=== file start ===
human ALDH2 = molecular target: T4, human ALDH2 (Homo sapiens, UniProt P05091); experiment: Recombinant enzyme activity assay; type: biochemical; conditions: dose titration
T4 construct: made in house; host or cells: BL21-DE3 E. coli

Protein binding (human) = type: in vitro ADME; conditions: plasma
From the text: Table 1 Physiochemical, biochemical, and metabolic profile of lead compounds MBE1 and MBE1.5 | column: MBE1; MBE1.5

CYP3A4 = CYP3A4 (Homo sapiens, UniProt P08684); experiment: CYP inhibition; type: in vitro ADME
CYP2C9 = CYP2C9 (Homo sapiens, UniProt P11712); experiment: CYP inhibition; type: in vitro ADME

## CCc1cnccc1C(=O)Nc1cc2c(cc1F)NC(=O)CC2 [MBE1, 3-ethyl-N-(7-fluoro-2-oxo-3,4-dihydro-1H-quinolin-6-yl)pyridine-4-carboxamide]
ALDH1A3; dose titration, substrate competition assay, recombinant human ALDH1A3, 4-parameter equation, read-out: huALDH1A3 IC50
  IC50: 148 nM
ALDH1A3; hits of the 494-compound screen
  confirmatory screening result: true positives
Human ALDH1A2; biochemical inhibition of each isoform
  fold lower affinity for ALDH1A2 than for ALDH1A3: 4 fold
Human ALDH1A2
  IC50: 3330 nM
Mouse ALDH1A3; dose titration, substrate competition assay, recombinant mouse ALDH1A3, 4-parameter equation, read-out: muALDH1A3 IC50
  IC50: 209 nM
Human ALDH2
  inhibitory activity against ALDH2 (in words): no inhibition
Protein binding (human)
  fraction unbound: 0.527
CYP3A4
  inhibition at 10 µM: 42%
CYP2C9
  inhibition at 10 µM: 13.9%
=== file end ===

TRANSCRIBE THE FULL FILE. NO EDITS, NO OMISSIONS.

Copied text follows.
human ALDH2 = molecular target: T4, human ALDH2 (Homo sapiens, UniProt P05091); experiment: Recombinant enzyme activity assay; type: biochemical; conditions: dose titration
T4 construct: made in house; host or cells: BL21-DE3 E. coli

Protein binding (human) = type: in vitro ADME; conditions: plasma
From the text: Table 1 Physiochemical, biochemical, and metabolic profile of lead compounds MBE1 and MBE1.5 | column: MBE1; MBE1.5

CYP3A4 = CYP3A4 (Homo sapiens, UniProt P08684); experiment: CYP inhibition; type: in vitro ADME
CYP2C9 = CYP2C9 (Homo sapiens, UniProt P11712); experiment: CYP inhibition; type: in vitro ADME

## CCc1cnccc1C(=O)Nc1cc2c(cc1F)NC(=O)CC2 [MBE1, 3-ethyl-N-(7-fluoro-2-oxo-3,4-dihydro-1H-quinolin-6-yl)pyridine-4-carboxamide]
ALDH1A3; dose titration, substrate competition assay, recombinant human ALDH1A3, 4-parameter equation, read-out: huALDH1A3 IC50
  IC50: 148 nM
ALDH1A3; hits of the 494-compound screen
  confirmatory screening result: true positives
Human ALDH1A2; biochemical inhibition of each isoform
  fold lower affinity for ALDH1A2 than for ALDH1A3: 4 fold
Human ALDH1A2
  IC50: 3330 nM
Mouse ALDH1A3; dose titration, substrate competition assay, recombinant mouse ALDH1A3, 4-parameter equation, read-out: muALDH1A3 IC50
  IC50: 209 nM
Human ALDH2
  inhibitory activity against ALDH2 (in words): no inhibition
Protein binding (human)
  fraction unbound: 0.527
CYP3A4
  inhibition at 10 µM: 42%
CYP2C9
  inhibition at 10 µM: 13.9%